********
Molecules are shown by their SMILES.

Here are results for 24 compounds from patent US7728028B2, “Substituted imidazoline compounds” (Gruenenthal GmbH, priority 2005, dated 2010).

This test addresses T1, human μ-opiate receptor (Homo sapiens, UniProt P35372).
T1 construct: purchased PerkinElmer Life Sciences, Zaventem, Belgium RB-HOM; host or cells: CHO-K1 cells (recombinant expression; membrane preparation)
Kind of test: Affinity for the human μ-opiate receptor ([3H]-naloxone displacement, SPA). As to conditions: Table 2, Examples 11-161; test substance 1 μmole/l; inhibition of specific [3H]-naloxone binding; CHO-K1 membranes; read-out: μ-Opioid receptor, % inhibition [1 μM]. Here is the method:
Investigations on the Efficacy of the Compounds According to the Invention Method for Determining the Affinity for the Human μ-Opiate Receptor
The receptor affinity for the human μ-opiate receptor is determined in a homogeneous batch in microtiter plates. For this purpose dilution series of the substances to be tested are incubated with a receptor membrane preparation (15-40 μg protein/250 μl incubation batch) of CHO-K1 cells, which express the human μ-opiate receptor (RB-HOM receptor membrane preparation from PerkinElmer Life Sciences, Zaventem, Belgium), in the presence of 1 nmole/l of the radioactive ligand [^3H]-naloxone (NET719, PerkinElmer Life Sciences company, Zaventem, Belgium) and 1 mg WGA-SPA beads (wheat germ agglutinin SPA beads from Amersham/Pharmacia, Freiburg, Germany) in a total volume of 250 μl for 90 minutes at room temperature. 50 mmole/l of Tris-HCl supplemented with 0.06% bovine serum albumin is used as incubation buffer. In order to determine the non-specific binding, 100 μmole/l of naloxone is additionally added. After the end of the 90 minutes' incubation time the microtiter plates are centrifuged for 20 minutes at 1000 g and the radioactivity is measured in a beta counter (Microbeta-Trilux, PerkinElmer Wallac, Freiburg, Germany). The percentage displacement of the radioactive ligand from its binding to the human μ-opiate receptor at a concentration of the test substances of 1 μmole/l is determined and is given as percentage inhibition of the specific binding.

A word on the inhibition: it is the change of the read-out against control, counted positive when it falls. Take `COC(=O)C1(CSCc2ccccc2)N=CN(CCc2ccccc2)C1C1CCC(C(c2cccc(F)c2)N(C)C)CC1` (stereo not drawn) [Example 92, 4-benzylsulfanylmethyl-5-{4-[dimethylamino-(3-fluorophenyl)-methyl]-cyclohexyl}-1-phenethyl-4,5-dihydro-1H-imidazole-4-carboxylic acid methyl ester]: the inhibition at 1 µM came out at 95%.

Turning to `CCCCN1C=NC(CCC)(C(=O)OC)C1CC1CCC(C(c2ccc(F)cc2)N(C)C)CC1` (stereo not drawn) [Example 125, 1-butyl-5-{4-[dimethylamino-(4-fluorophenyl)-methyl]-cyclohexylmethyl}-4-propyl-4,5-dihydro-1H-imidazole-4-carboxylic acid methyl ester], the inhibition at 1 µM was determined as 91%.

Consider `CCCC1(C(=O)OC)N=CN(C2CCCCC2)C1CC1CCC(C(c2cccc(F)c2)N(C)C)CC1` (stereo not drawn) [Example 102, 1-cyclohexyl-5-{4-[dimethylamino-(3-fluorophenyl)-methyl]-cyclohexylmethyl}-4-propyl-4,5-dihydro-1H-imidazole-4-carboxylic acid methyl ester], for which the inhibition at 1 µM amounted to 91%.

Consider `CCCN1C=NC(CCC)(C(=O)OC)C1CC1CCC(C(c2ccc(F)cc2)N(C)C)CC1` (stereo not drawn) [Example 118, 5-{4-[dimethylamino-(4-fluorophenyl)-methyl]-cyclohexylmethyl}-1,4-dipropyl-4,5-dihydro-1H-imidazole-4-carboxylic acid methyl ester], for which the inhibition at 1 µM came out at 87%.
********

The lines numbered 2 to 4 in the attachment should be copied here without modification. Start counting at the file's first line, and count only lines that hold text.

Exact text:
Here are results for 24 compounds from patent US7728028B2, “Substituted imidazoline compounds” (Gruenenthal GmbH, priority 2005, dated 2010).

This test addresses T1, human μ-opiate receptor (Homo sapiens, UniProt P35372).
T1 construct: purchased PerkinElmer Life Sciences, Zaventem, Belgium RB-HOM; host or cells: CHO-K1 cells (recombinant expression; membrane preparation)